BBC news programmes hit by 24-hour walkout

The BBC said it was 'dissapointed' with the action. Picture: Getty
The BBC said it was 'dissapointed' with the action. Picture: Getty
Share this article
Have your say

BBC Scotland journalists manned picket lines during a 24-hour strike over compulsory job cuts that caused major disruption to the broadcaster’s programming.

• The National Union of Journalists said the walkout was supported by its members

• The BBC said it was ‘dissapointed’ with the action

Members of the National Union of Journalists (NUJ) walked out of BBC studios from midnight on Monday in protest against compulsory redundancies. Union leaders said the cuts were impacting on reporting of key topics north of the border and affecting the democratic process in Scotland.

Scottish news bulletins were severely disrupted throughout the day after the NUJ said all its members within BBC Scotland - more than 200 people - joined thousands of BBC staff across the UK to go out on strike.

Radio 4’s flagship Today programme was forced off air and replaced with repeats, The World at One and PM shows were also dropped, while BBC1’s Breakfast was cancelled and news interspersed with shows including Escape to the Country.

Later editions of Radio 4 news programmes The World At One, The World Tonight and PM were also being replaced by repeats of documentaries and Loose Ends.

The protest was sparked by plans to cut nine jobs in Scotland along with 21 others from sections of the BBC including Five Live, the Asian Network and the World Service. The corporation is slashing about 2,000 posts over five years as part of its “Delivering Quality First” initiative. Most of the jobs are expected to go through “natural wastage” and a freeze on recruitment, but some staff are facing compulsory job cuts.

Picket lines were mounted outside BBC offices across the UK, including Glasgow, Inverness, London, Cardiff, and Birmingham. Paul Holleran, the NUJ’s Scottish Organiser, said striking staff picketed the BBC’s Glasgow office in shifts of between 20 and 40 people throughout the day.

BBC management in Scotland have been accused of taking an “entrenched” position over the job losses.

Speaking from the picket line, Mr Holleran said: “There’s been total solidarity across Scotland and no one from the NUJ in any of the Scottish offices except management, which is why there’s been so much disruption.”

Mr Holleran added that as well as protesting over the compulsory redundancies, which he said could have been solved by redeployment, the union also wanted to draw attention to wide ranging cuts in BBC reporting staff and the impact that was having on Scotland.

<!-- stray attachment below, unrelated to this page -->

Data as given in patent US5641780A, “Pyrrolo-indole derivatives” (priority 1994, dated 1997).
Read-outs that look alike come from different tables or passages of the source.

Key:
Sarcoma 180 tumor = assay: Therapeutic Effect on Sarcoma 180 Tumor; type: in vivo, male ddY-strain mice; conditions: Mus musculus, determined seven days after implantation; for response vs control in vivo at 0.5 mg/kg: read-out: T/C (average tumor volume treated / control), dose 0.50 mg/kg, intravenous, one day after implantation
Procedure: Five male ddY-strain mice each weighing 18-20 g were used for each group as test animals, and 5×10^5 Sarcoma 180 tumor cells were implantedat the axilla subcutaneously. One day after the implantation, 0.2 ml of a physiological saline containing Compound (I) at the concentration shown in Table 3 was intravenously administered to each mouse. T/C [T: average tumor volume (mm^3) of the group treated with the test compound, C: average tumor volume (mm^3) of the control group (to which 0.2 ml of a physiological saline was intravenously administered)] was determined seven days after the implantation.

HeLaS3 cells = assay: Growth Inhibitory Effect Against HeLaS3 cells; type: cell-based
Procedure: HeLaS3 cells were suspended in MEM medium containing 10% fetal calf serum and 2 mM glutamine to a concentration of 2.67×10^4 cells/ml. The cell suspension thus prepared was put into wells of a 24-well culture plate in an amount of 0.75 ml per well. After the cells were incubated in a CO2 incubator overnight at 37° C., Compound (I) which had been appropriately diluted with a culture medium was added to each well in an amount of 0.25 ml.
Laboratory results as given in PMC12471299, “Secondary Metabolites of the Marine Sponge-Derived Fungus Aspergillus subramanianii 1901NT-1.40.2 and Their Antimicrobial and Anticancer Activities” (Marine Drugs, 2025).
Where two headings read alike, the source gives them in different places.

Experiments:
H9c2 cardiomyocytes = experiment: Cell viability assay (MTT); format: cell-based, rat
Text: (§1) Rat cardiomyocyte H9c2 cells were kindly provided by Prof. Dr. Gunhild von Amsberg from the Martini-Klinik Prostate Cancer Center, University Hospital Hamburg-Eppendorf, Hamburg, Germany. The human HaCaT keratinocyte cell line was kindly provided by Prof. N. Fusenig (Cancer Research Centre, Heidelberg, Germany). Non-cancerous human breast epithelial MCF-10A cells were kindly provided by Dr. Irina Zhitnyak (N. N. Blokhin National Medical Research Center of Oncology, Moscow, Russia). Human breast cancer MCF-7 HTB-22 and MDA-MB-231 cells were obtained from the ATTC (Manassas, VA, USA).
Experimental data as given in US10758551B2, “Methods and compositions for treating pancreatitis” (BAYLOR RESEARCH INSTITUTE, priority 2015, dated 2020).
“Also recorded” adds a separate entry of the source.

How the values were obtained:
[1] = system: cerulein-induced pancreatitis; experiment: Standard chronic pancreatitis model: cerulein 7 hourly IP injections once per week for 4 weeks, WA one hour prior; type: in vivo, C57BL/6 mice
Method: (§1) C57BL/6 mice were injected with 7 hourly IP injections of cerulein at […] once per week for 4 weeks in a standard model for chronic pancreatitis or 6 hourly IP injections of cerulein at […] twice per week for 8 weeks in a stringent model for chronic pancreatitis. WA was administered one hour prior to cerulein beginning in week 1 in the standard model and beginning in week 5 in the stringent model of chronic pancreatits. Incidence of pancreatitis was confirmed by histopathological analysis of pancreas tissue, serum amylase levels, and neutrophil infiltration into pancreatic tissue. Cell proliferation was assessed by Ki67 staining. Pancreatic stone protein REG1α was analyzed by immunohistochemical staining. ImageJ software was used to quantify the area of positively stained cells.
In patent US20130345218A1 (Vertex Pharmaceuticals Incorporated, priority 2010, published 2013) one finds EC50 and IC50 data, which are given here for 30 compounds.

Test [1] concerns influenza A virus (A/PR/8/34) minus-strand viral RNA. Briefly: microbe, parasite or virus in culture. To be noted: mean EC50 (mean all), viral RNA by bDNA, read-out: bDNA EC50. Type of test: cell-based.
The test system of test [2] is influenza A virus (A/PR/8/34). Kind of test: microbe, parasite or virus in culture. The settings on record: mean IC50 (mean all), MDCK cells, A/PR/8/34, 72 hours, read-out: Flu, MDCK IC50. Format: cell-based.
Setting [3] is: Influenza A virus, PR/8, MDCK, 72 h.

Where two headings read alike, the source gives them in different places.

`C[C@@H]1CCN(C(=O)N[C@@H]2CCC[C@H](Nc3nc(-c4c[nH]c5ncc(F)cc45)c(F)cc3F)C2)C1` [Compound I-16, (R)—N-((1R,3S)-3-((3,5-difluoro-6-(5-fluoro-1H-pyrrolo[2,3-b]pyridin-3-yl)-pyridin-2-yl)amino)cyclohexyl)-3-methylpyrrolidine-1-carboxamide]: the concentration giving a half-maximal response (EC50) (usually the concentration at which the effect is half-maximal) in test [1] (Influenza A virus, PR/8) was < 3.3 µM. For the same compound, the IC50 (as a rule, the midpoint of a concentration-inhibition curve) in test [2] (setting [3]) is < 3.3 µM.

“The people of Scotland pay their licence fees, but are being sold short,” he said. “Staff are struggling to produce (high quality programmes) because there’s not enough people.

“At the very time when there is a need to maximise the debate on independence it is strange that we are seeing cuts to the specialist areas of politics, education and business. We believe people are being targeted.”

MSPs have warned the corporation that some of its cuts could potentially put it in breach of the BBC’s Royal Charter.

In a letter to BBC Scotland chief Ken MacQuarrie earlier this month, the Scottish Parliament’s cross-party education and culture committee questioned plans to merge the education and local government reporter roles.

A BBC spokesperson apologised for the disruption to services and said the corporation was “disappointed” with the strike.

“Unfortunately industrial action does not alter the fact that the BBC has significant savings targets and as a consequence may have to make a number of compulsory redundancies,” the spokesperson said.

“We have made considerable progress in reducing the need for compulsory redundancies through volunteers, redeployment and cancelling vacant positions and we will continue with these efforts.”

Mr Holleran said he had not received a response to his call last week for BBC management to place a moratorium on redundancies until the corporation’s new director general, Tony Hall, takes up his post on April 2nd.

The NUJ Scottish organiser said a ballot of further action would take place next month, also involving member if UNITE and BECTU unions which represent electricians and camera operators.